Writer’s Reveal – Writing Fractured Fairy Tales

Writing fractured fairy tales

It’s that time again, Writers Reveal. I’m a bit more organised this time around, scheduling this post before I go on holiday at the start of October!

This time, Ashley from Ghostnapped has set the topic for me: blog about what it takes to write a fractured fairy tale.

Here goes…

Most of the fractured fairy tales I’ve written lately have been flash fiction. This means they are generally around 500 or so words, so not really long enough to tell the whole story.

Here are the steps I generally take when writing a fractured fairy tale:

  1. Choose a fairy tale and read a traditional version – I hit the library quite a bit for anthologies and stand alone stories. Even if I know the story, it helps to refresh my memory about it. Generally I pick a kids version of the story as I just need a general outline.
  2. Ask “What If…” – I pick one area of the fairy tale and ask what would happen if something else happened. For example, in The Princess and the Pea that is in Teapot Tales, I asked “What if the princess decided that she really wanted a good night sleep instead of tossing and turning all night?”
  3. Write the story – Sometimes I get an idea after asking What If and the story doesn’t work. I don’t know that it doesn’t work until I start writing. Sometimes the story works out great.
  4. Edit and tweak – Once it’s written, wait a bit and then edit and tweak. Little things are important – like making sure the name you’ve given the princess is the same the whole way through!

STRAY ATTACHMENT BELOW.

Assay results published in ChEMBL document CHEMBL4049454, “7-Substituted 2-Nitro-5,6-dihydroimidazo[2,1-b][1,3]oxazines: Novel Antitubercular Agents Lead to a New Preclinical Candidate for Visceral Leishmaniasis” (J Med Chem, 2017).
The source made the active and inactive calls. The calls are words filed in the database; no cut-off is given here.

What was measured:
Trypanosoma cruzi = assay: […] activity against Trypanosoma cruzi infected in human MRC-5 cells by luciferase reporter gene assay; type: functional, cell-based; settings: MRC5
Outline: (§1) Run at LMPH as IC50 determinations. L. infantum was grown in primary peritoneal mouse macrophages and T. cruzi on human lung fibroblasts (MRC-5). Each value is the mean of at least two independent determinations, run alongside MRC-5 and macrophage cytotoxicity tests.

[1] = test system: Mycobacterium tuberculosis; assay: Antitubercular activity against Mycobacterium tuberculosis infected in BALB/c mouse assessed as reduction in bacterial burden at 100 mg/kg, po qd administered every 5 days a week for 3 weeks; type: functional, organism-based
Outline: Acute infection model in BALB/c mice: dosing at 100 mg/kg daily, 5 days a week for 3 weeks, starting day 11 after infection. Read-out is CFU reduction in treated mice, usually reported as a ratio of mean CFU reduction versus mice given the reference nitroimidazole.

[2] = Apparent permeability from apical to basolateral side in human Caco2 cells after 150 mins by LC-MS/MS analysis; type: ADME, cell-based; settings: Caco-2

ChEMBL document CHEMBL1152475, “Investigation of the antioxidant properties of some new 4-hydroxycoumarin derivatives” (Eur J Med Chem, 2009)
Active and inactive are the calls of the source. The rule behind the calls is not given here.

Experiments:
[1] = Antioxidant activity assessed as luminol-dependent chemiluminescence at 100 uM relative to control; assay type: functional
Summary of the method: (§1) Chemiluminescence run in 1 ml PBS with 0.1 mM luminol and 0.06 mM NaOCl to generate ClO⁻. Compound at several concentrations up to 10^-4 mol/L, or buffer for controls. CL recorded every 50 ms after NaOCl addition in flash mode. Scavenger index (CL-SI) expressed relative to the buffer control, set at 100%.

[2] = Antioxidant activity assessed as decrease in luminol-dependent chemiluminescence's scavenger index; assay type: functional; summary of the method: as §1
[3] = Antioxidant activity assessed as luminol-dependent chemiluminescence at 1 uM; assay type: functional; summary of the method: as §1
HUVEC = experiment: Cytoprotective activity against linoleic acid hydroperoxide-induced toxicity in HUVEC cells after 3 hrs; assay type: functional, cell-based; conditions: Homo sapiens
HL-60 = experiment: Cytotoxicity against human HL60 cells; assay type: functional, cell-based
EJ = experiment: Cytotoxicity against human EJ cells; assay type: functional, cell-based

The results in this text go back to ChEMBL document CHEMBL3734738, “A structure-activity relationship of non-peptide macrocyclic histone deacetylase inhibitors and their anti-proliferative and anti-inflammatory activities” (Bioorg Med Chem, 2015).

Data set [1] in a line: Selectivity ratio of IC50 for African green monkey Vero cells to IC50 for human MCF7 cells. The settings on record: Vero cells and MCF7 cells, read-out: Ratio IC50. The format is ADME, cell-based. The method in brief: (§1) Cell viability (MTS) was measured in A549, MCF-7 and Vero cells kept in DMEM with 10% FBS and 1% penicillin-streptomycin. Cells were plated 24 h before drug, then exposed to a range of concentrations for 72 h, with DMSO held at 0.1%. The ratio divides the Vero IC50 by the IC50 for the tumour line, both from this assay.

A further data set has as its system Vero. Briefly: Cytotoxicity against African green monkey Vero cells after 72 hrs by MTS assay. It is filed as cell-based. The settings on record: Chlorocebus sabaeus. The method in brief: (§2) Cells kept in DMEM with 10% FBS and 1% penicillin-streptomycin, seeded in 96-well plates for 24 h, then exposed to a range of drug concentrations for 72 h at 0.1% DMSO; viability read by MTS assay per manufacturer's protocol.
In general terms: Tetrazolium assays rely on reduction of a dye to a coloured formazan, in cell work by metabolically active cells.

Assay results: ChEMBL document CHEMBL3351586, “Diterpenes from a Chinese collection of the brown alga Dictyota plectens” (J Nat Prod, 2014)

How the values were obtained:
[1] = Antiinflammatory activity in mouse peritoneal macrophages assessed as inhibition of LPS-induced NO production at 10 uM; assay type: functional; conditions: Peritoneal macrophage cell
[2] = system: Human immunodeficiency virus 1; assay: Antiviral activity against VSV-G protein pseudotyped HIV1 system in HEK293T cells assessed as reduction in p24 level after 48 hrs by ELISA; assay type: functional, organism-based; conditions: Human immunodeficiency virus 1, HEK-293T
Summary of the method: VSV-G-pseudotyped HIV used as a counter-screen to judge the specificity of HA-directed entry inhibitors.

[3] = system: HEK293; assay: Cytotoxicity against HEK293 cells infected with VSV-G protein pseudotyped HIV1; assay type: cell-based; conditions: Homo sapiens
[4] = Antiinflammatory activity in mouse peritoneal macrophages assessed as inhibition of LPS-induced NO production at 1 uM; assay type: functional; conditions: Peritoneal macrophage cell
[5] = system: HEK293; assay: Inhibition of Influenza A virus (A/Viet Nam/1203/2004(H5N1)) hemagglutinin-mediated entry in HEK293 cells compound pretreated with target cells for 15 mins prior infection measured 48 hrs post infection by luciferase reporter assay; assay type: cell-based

I have the most fun with point 2. Recently I’ve asked:

  • What if the Wolf in the Three Little Pigs has hayfever?
  • What if the handsome prince in Cinderella is a clutz?
  • What if Snow White has fructose malabsorption and can’t eat apples?
  • What if the prince in The Frog Prince is actually a frog prince and not a prince that’s been cursed by a witch?
  • And more…

The fun thing about fracturing a fairy tale is the bones of the story already exist and the story has been retold many times and in many different ways, and this is my chance to tell it in a new way.

 

For more Writer’s Reveal Posts, check out the blogs of some of the other writers involved:

Writers Reveal

 

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Comments

  1. Josefa @always Josefa says:

    What a great way to dissect a fractured fairy tale. I love fairy tales, I think the message they share and the beauty in which they do so, is unrivaled in many modern day stories. Hope you enjoy your holiday xx

    • Thanks Josefa. We had a wonderful time away – been back for 2 weeks now!

      I’m enjoying rediscovering fairy tales, great fun to read 🙂

  2. Oh I’d love a clutzy handsome prince, would make him so much more human.

  3. Oh man, I can’t stop thinking about it now. What if The Bears had wanted to adopt a curly-headed girl before happening upon Goldilocks? What if Cinderella had just turned up to the ball in her rags? Great post, and great prompt.

  4. Fracturing fairy tales sounds like fun! I could probably spend hours just on Point 2. “What if” opens up so many possibilities for a story! I love getting lost in all the ideas! 🙂

  5. I think it’s so much fun to rethink well loved tales. And I love to read them. Your Teapot Tales were fantastic, and they’ve inspired me to try out something similar. There’s so much fodder in these old tales.

  6. Thanks for sharing this process, I might give it a go next time I am stumped for something to write when I have writing time

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